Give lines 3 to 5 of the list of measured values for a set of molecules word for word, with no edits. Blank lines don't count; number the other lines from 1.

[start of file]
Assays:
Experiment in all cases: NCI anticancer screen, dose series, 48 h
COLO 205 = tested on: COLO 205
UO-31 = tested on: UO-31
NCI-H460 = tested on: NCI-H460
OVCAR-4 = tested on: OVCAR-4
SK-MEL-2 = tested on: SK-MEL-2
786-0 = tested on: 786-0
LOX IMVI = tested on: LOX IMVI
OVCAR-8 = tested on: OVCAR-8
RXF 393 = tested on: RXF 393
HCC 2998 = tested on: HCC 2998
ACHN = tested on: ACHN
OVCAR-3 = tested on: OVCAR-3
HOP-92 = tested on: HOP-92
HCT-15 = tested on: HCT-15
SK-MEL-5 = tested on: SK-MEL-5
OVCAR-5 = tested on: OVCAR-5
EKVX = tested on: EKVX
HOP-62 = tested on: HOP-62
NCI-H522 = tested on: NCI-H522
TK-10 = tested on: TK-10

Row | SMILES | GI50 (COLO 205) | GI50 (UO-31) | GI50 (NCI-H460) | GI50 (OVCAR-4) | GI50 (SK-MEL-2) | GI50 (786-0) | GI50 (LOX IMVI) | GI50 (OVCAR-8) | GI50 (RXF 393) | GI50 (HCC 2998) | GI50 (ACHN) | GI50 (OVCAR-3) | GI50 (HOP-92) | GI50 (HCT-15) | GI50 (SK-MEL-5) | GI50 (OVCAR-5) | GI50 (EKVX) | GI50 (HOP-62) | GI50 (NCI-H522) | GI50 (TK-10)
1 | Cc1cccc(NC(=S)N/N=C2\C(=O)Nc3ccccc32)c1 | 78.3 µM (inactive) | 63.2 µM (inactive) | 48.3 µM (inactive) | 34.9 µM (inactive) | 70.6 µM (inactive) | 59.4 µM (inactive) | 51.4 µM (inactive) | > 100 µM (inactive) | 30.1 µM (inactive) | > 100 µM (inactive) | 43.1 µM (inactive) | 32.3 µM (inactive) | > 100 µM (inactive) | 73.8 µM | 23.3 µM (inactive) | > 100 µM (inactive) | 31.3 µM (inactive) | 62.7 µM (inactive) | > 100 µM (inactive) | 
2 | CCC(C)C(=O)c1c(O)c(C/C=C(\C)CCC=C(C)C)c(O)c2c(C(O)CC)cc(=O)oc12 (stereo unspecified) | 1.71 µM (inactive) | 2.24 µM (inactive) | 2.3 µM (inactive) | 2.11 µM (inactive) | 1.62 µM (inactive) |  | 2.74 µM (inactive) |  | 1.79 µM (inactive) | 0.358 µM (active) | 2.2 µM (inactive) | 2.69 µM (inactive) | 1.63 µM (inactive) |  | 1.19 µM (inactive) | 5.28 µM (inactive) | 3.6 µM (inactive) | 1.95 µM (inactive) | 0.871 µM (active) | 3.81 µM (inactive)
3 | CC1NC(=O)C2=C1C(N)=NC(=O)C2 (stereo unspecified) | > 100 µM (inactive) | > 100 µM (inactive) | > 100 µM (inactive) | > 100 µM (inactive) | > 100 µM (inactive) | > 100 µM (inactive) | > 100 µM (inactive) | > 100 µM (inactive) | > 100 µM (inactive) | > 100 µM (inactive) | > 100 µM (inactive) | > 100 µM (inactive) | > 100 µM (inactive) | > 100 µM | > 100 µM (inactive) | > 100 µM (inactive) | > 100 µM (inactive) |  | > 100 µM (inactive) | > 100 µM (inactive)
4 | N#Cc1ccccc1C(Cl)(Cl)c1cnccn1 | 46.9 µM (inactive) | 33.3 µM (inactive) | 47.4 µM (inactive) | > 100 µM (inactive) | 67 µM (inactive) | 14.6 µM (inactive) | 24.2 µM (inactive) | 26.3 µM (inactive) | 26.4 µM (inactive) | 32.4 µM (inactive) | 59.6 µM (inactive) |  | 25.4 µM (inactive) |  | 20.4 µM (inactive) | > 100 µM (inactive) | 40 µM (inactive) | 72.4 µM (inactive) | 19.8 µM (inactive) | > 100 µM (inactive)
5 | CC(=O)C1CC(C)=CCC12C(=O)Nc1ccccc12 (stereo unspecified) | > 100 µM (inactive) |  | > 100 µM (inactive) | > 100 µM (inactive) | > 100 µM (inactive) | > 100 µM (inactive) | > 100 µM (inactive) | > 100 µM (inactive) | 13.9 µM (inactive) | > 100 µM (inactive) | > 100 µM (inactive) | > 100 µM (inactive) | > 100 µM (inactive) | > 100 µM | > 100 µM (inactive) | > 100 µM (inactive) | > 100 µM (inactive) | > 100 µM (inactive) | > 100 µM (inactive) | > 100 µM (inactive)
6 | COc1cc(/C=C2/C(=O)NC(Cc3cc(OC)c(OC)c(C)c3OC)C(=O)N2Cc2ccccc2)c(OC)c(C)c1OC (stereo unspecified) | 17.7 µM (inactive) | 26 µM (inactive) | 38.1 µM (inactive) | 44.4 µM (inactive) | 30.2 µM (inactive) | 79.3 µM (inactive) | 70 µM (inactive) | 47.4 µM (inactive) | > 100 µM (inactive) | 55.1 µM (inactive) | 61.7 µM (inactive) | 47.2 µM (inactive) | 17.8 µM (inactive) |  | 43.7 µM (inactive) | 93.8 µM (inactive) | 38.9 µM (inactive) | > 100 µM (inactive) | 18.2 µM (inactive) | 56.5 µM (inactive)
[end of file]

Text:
COLO 205 = tested on: COLO 205
UO-31 = tested on: UO-31
NCI-H460 = tested on: NCI-H460